The Santa Barbara Channel is embedded within the California current system, which includes the cool nutrient-rich southward-flowing California current to the north west, the warm oligotrophic Southern California Current flowing poleward from the South, and the inshore Southern California Counter Current. Seasonal upwelling in the Santa Barbara Channel provides nutrients that stimulate regular phytoplankton blooms of diatoms and other micro phytoplankton. The upwelling and predictable biological response makes the Santa Barbara Channel a unique location to examine microbial interactions with dissolved and particulate organic matter.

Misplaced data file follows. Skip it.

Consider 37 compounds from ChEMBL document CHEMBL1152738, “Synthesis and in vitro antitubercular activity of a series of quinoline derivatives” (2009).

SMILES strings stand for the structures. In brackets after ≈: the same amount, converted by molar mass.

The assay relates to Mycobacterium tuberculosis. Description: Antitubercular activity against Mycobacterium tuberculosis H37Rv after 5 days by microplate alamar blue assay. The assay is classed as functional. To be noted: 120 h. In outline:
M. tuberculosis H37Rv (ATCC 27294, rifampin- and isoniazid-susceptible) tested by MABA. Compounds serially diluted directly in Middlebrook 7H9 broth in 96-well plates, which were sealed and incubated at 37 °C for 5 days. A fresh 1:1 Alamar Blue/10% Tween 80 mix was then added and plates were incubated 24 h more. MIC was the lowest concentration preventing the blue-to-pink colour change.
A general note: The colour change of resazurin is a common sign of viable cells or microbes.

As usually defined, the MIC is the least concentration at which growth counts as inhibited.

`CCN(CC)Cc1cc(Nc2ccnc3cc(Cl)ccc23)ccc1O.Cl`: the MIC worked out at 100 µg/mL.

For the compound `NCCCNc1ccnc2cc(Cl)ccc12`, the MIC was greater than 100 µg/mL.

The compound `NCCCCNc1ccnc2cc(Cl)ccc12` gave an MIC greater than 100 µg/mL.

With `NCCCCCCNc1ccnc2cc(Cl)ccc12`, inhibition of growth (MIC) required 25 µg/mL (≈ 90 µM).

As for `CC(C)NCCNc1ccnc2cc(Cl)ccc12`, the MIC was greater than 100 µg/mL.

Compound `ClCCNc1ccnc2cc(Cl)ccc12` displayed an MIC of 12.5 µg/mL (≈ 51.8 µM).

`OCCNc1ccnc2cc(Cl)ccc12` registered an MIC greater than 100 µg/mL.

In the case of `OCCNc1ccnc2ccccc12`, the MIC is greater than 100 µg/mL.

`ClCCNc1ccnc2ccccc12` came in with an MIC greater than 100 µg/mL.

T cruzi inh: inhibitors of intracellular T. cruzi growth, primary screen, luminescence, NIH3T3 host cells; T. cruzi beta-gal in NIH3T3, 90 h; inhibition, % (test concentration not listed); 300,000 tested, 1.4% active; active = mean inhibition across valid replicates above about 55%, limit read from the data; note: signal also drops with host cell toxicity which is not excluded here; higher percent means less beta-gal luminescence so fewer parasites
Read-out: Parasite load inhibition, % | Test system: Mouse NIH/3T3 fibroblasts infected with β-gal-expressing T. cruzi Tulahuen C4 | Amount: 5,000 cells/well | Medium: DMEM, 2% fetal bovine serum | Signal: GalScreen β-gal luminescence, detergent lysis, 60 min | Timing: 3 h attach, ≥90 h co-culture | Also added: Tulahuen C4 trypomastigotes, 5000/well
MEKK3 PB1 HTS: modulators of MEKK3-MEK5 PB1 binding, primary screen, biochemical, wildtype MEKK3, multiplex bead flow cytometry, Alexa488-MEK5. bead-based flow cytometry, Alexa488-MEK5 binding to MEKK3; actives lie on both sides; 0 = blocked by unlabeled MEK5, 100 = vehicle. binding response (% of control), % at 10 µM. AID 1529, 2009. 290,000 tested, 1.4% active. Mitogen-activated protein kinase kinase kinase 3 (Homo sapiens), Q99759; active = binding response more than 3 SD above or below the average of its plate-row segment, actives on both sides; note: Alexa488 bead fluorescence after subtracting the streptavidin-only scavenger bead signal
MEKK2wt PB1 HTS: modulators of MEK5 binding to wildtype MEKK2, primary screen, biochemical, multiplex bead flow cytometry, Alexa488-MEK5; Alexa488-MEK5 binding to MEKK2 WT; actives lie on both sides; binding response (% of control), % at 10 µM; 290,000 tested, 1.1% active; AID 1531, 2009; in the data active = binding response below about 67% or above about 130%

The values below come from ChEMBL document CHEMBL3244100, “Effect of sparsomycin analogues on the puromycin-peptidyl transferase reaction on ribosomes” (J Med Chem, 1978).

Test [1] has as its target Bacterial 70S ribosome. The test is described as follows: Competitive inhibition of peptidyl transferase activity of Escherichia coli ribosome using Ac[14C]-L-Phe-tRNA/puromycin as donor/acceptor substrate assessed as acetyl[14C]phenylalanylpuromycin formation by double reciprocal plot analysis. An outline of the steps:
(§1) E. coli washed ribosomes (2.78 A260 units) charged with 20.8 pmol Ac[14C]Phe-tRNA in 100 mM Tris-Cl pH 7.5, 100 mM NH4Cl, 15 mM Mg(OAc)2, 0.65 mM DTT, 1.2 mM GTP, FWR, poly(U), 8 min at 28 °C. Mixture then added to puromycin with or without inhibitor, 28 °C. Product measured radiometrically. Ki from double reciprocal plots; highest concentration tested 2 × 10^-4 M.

Although the Santa Barbara Channel is a coastal environment the DOM concentrations are generally < 70 µM C and < 6 µM N. These concentrations are typical of oceanic values and are significantly less than concentrations found in systems dominated by estuarine and riverine inputs. This relatively low "background" DOM signal allows us to resolve small temporal and spatial changes in bulk DOM and its chemical constituents rather easily. The diversity in nutrient and trophic states experienced in the Santa Barbara Channel make it an ideal model system for examining the factors that control organic matter partitioning between DOM and POM, the chemical character of each pool and the bioavailability of DOM to microbes during the growth and demise of diatom blooms. Here we examine the production and consumption of DOM and the bacterioplankton communities that respond to these dynamics.